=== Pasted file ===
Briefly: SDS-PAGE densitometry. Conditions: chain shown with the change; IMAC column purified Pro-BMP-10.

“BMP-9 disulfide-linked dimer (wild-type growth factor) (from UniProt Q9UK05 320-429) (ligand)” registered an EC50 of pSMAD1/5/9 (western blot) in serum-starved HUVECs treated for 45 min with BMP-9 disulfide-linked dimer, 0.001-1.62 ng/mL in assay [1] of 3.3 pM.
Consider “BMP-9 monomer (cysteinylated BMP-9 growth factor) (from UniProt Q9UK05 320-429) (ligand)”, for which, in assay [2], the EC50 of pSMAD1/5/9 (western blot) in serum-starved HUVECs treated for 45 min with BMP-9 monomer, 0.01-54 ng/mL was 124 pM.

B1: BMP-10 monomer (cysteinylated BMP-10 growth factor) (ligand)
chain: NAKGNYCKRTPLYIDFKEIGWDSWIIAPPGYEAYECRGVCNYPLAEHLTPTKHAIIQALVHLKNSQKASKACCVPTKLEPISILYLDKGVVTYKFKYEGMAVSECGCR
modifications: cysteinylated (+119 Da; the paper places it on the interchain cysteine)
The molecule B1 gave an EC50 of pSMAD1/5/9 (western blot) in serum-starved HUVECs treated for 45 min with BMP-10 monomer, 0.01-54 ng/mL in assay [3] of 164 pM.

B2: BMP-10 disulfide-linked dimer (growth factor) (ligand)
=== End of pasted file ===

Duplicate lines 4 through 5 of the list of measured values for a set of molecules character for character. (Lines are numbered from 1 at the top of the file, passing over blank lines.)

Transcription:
B1: BMP-10 monomer (cysteinylated BMP-10 growth factor) (ligand)
chain: NAKGNYCKRTPLYIDFKEIGWDSWIIAPPGYEAYECRGVCNYPLAEHLTPTKHAIIQALVHLKNSQKASKACCVPTKLEPISILYLDKGVVTYKFKYEGMAVSECGCR